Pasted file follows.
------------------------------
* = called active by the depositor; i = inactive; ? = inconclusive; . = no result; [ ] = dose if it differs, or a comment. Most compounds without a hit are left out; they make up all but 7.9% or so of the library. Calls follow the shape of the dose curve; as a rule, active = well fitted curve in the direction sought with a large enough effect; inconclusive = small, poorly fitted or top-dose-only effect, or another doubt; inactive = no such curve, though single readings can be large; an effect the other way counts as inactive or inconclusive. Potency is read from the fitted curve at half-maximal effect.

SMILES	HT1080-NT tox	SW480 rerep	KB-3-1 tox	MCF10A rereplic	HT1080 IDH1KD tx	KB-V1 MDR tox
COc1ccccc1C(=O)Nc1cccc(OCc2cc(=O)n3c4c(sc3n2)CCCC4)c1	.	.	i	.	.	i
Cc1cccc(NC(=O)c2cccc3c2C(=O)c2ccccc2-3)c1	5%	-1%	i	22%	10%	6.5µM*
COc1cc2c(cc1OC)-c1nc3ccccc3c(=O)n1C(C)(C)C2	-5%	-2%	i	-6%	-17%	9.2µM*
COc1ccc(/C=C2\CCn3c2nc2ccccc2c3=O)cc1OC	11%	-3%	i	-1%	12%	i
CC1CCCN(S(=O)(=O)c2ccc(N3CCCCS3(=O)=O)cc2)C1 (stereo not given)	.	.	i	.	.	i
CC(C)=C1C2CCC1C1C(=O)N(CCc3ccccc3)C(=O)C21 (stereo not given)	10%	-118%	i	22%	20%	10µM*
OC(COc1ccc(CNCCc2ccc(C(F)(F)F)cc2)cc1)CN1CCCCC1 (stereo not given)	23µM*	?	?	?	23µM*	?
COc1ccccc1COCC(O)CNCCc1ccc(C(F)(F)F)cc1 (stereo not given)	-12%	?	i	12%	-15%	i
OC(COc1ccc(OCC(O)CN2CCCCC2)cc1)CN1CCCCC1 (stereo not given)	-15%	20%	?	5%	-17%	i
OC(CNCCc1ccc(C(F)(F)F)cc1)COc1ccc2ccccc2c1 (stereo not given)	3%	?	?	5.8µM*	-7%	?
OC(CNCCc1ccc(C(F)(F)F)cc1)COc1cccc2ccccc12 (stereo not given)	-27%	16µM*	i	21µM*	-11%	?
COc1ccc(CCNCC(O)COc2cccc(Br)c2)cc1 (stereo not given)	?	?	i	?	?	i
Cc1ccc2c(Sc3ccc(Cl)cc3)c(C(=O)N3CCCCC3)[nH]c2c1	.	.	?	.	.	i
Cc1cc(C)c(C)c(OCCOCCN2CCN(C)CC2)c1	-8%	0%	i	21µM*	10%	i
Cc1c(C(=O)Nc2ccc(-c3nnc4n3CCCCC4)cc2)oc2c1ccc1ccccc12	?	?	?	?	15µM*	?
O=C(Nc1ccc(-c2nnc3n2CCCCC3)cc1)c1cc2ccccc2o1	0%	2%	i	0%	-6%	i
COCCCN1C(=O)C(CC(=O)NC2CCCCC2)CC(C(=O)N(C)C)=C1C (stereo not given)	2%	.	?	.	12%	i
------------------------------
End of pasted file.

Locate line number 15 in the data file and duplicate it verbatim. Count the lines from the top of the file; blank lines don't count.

Cc1ccc2c(Sc3ccc(Cl)cc3)c(C(=O)N3CCCCC3)[nH]c2c1	.	.	?	.	.	i